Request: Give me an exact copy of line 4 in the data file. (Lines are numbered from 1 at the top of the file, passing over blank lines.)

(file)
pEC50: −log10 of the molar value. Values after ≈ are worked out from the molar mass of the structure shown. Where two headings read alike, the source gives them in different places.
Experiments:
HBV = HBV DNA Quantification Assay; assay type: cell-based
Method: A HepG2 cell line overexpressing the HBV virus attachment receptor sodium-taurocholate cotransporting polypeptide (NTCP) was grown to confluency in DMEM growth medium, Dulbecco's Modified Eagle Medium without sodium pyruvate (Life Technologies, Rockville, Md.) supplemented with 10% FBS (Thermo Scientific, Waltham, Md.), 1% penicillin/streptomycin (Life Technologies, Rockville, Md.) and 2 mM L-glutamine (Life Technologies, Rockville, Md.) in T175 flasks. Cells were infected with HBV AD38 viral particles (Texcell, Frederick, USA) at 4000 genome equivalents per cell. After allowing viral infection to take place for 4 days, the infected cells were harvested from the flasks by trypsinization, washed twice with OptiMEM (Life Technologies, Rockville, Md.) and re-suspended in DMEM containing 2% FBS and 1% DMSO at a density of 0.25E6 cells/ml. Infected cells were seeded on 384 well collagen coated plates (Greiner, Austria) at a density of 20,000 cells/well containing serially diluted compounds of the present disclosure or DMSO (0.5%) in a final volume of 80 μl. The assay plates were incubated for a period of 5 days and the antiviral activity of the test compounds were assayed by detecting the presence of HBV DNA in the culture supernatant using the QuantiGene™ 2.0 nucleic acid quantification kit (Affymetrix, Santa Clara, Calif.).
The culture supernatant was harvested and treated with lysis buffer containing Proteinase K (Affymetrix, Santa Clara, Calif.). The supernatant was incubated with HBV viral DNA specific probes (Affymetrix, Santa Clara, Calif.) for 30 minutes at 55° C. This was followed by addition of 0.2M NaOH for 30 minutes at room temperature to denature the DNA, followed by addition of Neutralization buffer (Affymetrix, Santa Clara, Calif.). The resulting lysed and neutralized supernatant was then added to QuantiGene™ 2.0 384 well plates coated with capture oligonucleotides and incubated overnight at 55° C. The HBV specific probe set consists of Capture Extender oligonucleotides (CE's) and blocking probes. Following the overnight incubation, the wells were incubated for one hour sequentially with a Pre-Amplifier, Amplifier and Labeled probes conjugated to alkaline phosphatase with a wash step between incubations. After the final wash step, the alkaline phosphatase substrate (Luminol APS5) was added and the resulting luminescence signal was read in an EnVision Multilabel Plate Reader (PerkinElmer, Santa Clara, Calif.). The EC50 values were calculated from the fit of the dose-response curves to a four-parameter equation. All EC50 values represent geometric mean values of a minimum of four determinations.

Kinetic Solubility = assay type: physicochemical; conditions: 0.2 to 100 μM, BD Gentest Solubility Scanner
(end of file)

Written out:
Method: A HepG2 cell line overexpressing the HBV virus attachment receptor sodium-taurocholate cotransporting polypeptide (NTCP) was grown to confluency in DMEM growth medium, Dulbecco's Modified Eagle Medium without sodium pyruvate (Life Technologies, Rockville, Md.) supplemented with 10% FBS (Thermo Scientific, Waltham, Md.), 1% penicillin/streptomycin (Life Technologies, Rockville, Md.) and 2 mM L-glutamine (Life Technologies, Rockville, Md.) in T175 flasks. Cells were infected with HBV AD38 viral particles (Texcell, Frederick, USA) at 4000 genome equivalents per cell. After allowing viral infection to take place for 4 days, the infected cells were harvested from the flasks by trypsinization, washed twice with OptiMEM (Life Technologies, Rockville, Md.) and re-suspended in DMEM containing 2% FBS and 1% DMSO at a density of 0.25E6 cells/ml. Infected cells were seeded on 384 well collagen coated plates (Greiner, Austria) at a density of 20,000 cells/well containing serially diluted compounds of the present disclosure or DMSO (0.5%) in a final volume of 80 μl. The assay plates were incubated for a period of 5 days and the antiviral activity of the test compounds were assayed by detecting the presence of HBV DNA in the culture supernatant using the QuantiGene™ 2.0 nucleic acid quantification kit (Affymetrix, Santa Clara, Calif.).